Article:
2. Unanticipated surprises. What other kind of surprise is there? "Planned surprises?" One critical issue that many times winds up in litigation is the way that the estate taxes are apportioned. They are either written in the will or totally neglected. So for example, the will might say, "I give my house to my daughter Betty, and the estate taxes on this is paid out of revenue." This way you make sure that your estate will be taking care of the estate taxes on the items distributed.

3. Forgetting about your estate plan. Update, update, update! Keep up with your estate planning attorney and let him or her know about new news—like your recent divorce and remarriage or the birth of your first grandchild. If you fail to account for these types of life changes in your family life, you are leaving estate planning leaves your legacy up for grabs. If you thought a divorce, a remarriage, or the blending of families is a major deal during life, after your death—if you don't address your specific wishes—if may be an even bigger nightmare. Talk to an estate planning attorney about a trust for this situation to shield everyone from potential legal repercussions and to ensure your assets go where you designated.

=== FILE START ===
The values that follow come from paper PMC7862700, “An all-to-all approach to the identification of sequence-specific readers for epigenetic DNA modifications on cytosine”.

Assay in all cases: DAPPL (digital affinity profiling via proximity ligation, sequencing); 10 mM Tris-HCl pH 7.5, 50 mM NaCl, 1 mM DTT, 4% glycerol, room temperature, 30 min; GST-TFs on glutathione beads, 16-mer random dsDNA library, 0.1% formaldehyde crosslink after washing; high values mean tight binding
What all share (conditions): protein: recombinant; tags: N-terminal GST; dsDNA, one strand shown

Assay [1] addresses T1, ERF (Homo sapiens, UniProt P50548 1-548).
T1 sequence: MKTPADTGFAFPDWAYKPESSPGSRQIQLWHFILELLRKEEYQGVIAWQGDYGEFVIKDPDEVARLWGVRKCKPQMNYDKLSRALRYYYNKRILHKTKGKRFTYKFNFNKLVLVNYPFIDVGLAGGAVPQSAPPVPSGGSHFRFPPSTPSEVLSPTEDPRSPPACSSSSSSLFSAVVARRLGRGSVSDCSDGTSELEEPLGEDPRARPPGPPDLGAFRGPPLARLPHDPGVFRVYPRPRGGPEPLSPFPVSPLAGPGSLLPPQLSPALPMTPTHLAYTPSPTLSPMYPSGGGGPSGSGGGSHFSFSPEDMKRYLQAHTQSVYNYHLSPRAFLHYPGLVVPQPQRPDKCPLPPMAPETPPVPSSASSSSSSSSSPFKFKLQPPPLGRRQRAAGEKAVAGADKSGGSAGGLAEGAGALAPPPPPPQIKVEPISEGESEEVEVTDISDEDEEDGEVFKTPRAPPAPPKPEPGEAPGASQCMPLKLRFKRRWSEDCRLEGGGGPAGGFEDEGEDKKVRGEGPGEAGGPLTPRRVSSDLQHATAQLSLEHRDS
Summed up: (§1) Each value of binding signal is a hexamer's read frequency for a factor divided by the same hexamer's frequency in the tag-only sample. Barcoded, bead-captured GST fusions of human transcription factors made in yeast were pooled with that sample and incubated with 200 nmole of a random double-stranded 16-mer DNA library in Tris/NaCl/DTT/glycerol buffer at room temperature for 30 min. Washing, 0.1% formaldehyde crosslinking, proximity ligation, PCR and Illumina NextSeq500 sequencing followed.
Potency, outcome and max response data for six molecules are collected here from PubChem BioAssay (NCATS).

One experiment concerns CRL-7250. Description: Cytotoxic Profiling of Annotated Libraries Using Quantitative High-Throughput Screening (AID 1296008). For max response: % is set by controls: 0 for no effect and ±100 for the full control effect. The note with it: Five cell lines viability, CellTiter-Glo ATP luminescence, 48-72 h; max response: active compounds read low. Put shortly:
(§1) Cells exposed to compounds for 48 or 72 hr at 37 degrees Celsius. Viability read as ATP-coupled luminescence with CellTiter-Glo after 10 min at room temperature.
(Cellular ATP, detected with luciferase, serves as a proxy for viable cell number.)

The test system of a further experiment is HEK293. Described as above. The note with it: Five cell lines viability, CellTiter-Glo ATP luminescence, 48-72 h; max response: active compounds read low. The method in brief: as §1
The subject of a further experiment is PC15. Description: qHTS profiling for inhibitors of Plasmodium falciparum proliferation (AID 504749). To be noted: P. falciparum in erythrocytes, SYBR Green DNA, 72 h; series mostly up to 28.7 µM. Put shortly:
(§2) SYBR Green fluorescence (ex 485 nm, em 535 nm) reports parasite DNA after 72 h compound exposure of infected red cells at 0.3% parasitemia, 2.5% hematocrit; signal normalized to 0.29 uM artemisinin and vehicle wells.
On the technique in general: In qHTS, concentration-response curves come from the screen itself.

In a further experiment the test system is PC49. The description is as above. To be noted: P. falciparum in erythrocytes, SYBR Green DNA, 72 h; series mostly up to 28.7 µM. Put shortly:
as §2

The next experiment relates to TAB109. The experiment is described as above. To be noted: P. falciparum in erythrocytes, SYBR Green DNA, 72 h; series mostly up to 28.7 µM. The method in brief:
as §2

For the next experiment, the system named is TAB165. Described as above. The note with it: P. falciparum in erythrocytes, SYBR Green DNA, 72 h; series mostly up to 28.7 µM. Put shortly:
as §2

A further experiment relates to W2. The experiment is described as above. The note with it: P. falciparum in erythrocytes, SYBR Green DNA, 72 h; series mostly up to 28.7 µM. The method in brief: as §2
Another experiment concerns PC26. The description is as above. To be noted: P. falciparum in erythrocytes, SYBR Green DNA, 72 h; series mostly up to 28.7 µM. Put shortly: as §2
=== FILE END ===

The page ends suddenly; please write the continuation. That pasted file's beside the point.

That survey also found that of those that have a will, only 40% have updated it in the last five years, and 25% of adult children don't know if their parents' will has ever been updated.

4. Think about whether to name co-trustees. Some people feel better with their estate planning knowing that their spouse or child will be part of the process. But if they don't have the time, patience and business sense to handle the responsibility and liability of the position of trustee, there's no reason for co-trustees and added stress. This "two-headed" approach may work in some situations but the reason for having only one trustee is that he or she can make swift and decisive decisions. It's hard for a trustee to do so when he or she is acting by committee, even if it's only two people.